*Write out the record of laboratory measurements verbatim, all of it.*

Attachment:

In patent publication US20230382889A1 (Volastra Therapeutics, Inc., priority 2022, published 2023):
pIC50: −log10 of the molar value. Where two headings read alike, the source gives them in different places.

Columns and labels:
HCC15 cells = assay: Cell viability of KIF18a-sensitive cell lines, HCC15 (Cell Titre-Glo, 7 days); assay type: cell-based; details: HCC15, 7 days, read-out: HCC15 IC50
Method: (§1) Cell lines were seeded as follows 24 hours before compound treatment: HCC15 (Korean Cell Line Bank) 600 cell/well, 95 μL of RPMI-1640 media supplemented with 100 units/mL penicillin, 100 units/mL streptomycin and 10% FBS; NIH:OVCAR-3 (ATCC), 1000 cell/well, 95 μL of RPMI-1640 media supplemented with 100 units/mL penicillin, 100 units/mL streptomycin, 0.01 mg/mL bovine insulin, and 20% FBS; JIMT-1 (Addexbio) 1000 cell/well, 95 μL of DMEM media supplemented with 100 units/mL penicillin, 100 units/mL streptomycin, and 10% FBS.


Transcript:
In patent publication US20230382889A1 (Volastra Therapeutics, Inc., priority 2022, published 2023):
pIC50: −log10 of the molar value. Where two headings read alike, the source gives them in different places.

Columns and labels:
HCC15 cells = assay: Cell viability of KIF18a-sensitive cell lines, HCC15 (Cell Titre-Glo, 7 days); assay type: cell-based; details: HCC15, 7 days, read-out: HCC15 IC50
Method: (§1) Cell lines were seeded as follows 24 hours before compound treatment: HCC15 (Korean Cell Line Bank) 600 cell/well, 95 μL of RPMI-1640 media supplemented with 100 units/mL penicillin, 100 units/mL streptomycin and 10% FBS; NIH:OVCAR-3 (ATCC), 1000 cell/well, 95 μL of RPMI-1640 media supplemented with 100 units/mL penicillin, 100 units/mL streptomycin, 0.01 mg/mL bovine insulin, and 20% FBS; JIMT-1 (Addexbio) 1000 cell/well, 95 μL of DMEM media supplemented with 100 units/mL penicillin, 100 units/mL streptomycin, and 10% FBS.